Hiram F. Glazier Papers
Scope and Contents
The collection contains correspondence and other material pertaining to Hiram F. Glazier during the Civil War. Most of the correspondence is between Glazier and his family and friends, and cover the day to day life of a soldier and the attitudes of the Confederate soldiers and their families. Also included are "The Southern Banner," which could be called the Confederate national poem, and the response sent to Glazier's widow by T. Calvert of the Confederate Treasury Department. All of the documents in this collection are copies of the originals.
- circa 1861-1865, undated
- Other: Date acquired: 05/03/1977
- Glazier, Hiram F. (Person)
0.20 Linear Feet
Conditions Governing Access
The collection is open to researchers without restrictions.
Conditions Governing Use
Before publishing quotations or excerpts from any materials, permission must be obtained from Special Collections and University Archives, and the holder of the copyright, if not Old Dominion University Libraries.
Biographical or Historical Information
Hiram F. Glazier lived in or near, Trenton (Dade County) Georgia just prior to the Civil War in Alabama, but the exact date and place of his birth are not available. His father was Marnoch Glazier, his mother was Lucy Boon (married 18 December 1815 in Jasper, Georgia), and his family included three other brothers, Van Glazier, L. Glazier, and X.R. Warren (half brother perhaps), and one or two sisters, Amy Glazier and Ana Marie Glazier. Other known relatives included an uncle, Charles Warren, and two cousins, J.G. Warren and G.W. Butler. In turn, Hiram Glazier married Rebecca Wilson (March 12, 1836-December 8, 1896) and they had three children, Lucy Glazier (September 22, 1856), Marshall Glazier (October 24, 1858), and Belle Glazier (February 24, 1861). Other possible relatives or friends mentioned in this collection include C.H. Chadwick, T.H. Chadwick, Amanda Chadwick, Charles M. Glazier, Mr. Morrison, Franklin Daniel, George Statton, Mrs. M. Kithead (?), Blevins Auston, Mr. Carrel, Hardy Tare, Alexandria Smith, Emerson Blevins, William Buckner and Sis, D.L.G. Wilson, and Mandy.
Mr. Glazier enlisted on July 16, 1861 as a private in Captain G.W. Cureton's Company D of the 39th Georgia Regiment. Organized as part of a statewide effort to send a large number of men into battle as quickly as possible, the 39th Georgia volunteers had the following officers: Colonel J.T. McConnell, Lt. Colonel J.F.B. Jackson, Major J.H. Randall, and Adjutant W.M. McCallister. The captains of the various companies were: (A) L.W. Crook, (B) T.H. Pitner, (C) Timothy Ford (D) J.W. Cureton, (E) C.D. Hill (later replaced by Henry P. Osborne), (F) James H. Anderson, (G) B.J. Brown, (H) William H. Edwards, (I) John D. Hayes, (J) J.W. Brady. During the course of the war, this regiment was assigned to the army of Tennessee and saw the following action: the campaign of 1862 in East Tennessee and Kentucky; the battles of the Vicksburg Campaign in Mississippi being among those captured and then later exchanged at Vicksburg; the battle of Missionary Ridge; and the Atlanta and Tennessee campaigns in the spring of 1865. It was consolidated with parts of the Thirty-Fourth and Fifty-Sixth regiments and fought in the campaign of the Carolinas where it surrendered along with J.E. Johnston. Its Colonel, J.T. McConnell, died November 25th, 1864 after being shot in the Battle of Chattanooga and was replaced by Lt. Col. Jackson. In addition, two company commanders died during the course of the war, Captain Brady who was killed in action and Captain Osborne who died at home from an illness contracted earlier.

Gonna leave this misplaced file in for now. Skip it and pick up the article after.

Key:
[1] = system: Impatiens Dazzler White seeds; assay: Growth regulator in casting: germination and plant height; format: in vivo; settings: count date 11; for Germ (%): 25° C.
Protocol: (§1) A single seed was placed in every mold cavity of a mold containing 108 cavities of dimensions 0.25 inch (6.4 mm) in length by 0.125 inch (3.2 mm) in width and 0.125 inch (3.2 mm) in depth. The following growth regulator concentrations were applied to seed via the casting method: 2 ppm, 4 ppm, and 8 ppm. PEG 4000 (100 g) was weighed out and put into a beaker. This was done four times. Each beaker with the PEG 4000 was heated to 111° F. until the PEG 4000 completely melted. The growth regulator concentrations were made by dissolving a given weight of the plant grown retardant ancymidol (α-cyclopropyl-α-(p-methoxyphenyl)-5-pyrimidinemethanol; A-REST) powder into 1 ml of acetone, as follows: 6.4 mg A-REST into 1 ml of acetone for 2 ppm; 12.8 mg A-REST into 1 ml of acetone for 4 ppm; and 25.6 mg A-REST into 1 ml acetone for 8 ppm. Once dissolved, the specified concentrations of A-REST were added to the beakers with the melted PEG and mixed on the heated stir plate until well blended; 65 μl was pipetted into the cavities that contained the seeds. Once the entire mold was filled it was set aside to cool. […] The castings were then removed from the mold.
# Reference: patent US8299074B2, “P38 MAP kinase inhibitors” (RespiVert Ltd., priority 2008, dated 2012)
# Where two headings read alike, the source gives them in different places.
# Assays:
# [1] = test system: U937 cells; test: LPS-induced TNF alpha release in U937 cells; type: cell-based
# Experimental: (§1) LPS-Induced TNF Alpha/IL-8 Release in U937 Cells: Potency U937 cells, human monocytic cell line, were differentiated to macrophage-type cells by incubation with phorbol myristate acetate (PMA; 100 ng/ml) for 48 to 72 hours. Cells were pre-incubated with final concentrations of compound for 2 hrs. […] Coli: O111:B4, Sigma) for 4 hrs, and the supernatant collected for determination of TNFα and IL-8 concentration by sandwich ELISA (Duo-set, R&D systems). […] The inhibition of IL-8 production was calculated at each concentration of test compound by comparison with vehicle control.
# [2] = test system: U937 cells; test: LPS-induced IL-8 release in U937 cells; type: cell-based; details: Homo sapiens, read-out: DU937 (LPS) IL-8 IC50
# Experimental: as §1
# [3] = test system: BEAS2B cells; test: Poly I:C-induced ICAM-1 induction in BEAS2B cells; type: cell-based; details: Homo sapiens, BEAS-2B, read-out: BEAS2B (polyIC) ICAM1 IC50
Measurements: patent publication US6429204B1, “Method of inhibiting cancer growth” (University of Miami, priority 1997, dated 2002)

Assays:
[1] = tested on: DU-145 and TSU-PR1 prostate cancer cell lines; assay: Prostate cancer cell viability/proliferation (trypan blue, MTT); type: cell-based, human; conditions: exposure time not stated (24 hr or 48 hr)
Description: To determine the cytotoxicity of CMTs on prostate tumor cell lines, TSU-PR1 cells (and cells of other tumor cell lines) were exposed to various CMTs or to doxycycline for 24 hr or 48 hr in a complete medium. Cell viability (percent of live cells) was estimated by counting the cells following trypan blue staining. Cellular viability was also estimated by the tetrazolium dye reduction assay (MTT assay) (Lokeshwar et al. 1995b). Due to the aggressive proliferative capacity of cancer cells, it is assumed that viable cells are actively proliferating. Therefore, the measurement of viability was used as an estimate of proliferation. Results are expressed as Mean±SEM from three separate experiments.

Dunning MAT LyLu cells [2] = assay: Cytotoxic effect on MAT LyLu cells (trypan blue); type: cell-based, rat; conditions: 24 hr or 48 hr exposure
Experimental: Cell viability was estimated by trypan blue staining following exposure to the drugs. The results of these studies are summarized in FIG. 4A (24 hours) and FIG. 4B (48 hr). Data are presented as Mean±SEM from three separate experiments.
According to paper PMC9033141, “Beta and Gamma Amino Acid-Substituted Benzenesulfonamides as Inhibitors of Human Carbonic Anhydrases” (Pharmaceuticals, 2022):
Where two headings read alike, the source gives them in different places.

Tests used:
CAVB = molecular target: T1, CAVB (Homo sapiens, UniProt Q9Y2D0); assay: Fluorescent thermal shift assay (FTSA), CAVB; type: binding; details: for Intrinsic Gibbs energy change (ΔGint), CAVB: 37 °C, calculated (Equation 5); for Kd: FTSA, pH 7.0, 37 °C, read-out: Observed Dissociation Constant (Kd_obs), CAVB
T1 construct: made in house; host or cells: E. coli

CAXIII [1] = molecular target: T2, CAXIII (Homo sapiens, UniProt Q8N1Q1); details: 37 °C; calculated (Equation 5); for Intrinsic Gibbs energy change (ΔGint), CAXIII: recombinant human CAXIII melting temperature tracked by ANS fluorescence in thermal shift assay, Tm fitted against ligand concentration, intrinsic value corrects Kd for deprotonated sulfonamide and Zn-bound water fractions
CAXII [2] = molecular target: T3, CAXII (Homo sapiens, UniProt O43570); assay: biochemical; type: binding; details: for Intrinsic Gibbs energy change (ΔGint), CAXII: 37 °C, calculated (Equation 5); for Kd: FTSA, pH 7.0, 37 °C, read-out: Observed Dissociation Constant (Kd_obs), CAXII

Hiram Glazier saw extensive action in the war even though he was active for approximately only a year. After duty in Big Shanty Cobb County, Georgia, Knoxville and Chattanooga, and perhaps because of several forced marches and an inadequate diet, he became ill and was sent to a hospital outside of Atlanta where he died on May 2, 1862. He was buried in Oakland Cemetery in Fulton County, Georgia.
Note written by Doug Wright; updated by Melissa Erlandson
Language of Materials
Contains copies of letters, dated 1861-1863, sent to and from friends and family of Hiram F. Glazier during the Civil War.
The collection is arranged chronologically.
Source of Acquisition
Method of Acquisition
Gift. Accession #A77-33
- 39th Georgia Regiment
- Atlanta Campaign, 1864
- Confederate States of America. Army
- Georgia--History--Civil War, 1861-1865
- Kentucky--History--Civil War, 1861-1865--Campaigns
- Missionary Ridge, Battle of, Tenn., 1863
- Tennessee--History--Civil War, 1861-1865--Campaigns
- United States--History--Civil War, 1861-1865
- Vicksburg (Miss.)--History--Civil War, 1861-1865--Campaigns
- A Guide to the Hiram F. Glazier Papers
- Doug Wright; updated by Melissa Erlandson
- Description rules
- Describing Archives: A Content Standard
- Language of description
- Script of description
- Language of description note
- Finding aid written in English.